Instructor(s): Darcy Heuring Terms Offered: Autumn
Note(s): Open to MAPSS students only.
MAPS 31600. Ethnographic Methods. 100 Units.
As ethnography has matured over the past century, it has also extended itself into all corners of academia, becoming a cornerstone for empirical research not just in anthropology, but the humanities, social sciences, professional schools, and at times the natural sciences as well. What, then, is the appeal of this process of knowledge production? What are the norms of ethnographic research? And what does it take to become a skilled ethnographer? This course will attempt to answer those questions through a mixture of theory and practice. Each week we will discuss foundational anthropological texts on method, complemented with practicums and workshops, during which students will apply the theoretical insights gained from their readings to their own empirical research projects. The course will cover both the practicalities of fieldwork (how to find and get access to a site, how to build rapport with informants and make lasting contacts, how to conduct different kinds of interviews, etc), as well as the deeper ethical, epistemological and ontological issues raised by ethnography (the problems of representation, the ethics of participant observation, the subject position of the ethnographer). Through that students will learn how to embody a rigorous, theoretically informed, and critically reflective methodological practice and will demonstrate a skilled understanding of this through their own “mini-ethnography,” which will be undertaken on a topic of their choosing.
Instructor(s): F.Mckay Terms Offered: Autumn
MAPS 31701. Data Analysis & Statistics. 100 Units.
This course is designed for graduate students and advanced undergraduate students and aims to provide a strong foundation in the statistical and data analyses commonly used in the behavioral and social sciences. Topics include logistic regression, statistical inference, chi-square, analysis of variance, and repeated measures models. In addition, this course also place greater emphasis on developing practical skills, including the ability to conduct common analyses using statistical software. You will learn how to build models to investigate your data, formulate hypothesis tests as comparisons between statistical models and critically evaluate model assumptions. The goal of the course is for students to be able to define and use descriptive and inferential statistics to analyze and interpret statistical findings.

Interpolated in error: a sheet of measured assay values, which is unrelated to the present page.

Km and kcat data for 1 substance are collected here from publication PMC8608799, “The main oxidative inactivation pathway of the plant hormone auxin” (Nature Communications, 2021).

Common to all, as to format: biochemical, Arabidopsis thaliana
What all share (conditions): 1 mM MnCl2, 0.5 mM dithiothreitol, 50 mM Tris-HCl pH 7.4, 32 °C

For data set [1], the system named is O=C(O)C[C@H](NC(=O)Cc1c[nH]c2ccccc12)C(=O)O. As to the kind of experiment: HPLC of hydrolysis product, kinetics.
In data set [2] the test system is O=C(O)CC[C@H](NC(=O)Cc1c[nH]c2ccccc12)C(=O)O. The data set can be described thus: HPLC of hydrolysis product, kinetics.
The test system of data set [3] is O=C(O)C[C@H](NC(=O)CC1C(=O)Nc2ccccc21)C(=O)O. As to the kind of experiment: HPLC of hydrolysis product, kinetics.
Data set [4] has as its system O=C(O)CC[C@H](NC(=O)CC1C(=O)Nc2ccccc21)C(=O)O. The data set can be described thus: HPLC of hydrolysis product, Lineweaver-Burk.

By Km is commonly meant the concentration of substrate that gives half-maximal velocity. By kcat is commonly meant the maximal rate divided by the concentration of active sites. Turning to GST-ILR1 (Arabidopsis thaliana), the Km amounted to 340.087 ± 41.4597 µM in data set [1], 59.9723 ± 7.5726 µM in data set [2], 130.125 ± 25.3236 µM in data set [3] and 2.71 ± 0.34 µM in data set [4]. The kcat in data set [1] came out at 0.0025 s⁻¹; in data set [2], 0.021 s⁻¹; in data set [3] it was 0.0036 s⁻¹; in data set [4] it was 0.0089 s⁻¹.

Instructor(s): Peishan Fan Terms Offered: Autumn
MAPS 31702. Data Science. 100 Units.
This course is a graduate-level methods class that aims to train you to solve real-world statistical problems. The goal of the course is for students to be able to choose an appropriate statistical method to solve a given problem of data analysis and communicate your results clearly and succinctly. There will be an extensive hands-on experience of analysis of real data through practical classes.
Instructor(s): Peishan Fan Terms Offered: Winter
MAPS 31750. Data Analysis for Social Research. 100 Units.
The purpose of this course is help students build a solid foundation of statistical methods for social research and become proficient in using computer software for survey data analysis. Techniques acquired in this class are essential for social scientific research, and in graduate programs in sociology and professional schools such as social work, as well as job market positions which require basic to intermediate quantitative skills. Topics of this course range from the nuts and bolts of probability distributions and statistical inference to multivariate regression and its diagnostics. This course is intensive and moves pretty fast, and students are expected to work hard to have these skills “imprinted” in their minds. Further, students will have the opportunity to conduct a mini-research exercise in the second half of this course.
Instructor(s): Muh-Chung Lin Terms Offered: Autumn
MAPS 31800. Interpretive Methods in Political Theory. 100 Units.
This seminar offers a graduate-level survey of the major interpretive schools in contemporary political thought. We’ll ask what makes each camp so attractive to its adherents; what methodological assumptions, evidentiary warrants, and technical skills are today associated with leading practitioners; what controversies divide one alternative from the next; and how to reproduce particular methodological orientations in your research. We will also revisit some fundamental questions: What do we expect good political theory to do? What falls within the “political” that it interrogates and describes? Should political theory take its bearings from history, philosophy, or empirical social science? Readings will be drawn from the Cambridge Historians, Straussians, Critical Theory, Discourse Ethics, Genealogy, Analytic Philosophy, Feminism, Social Interpretivism, Phenomenology, and Literary/Cultural Narrativism.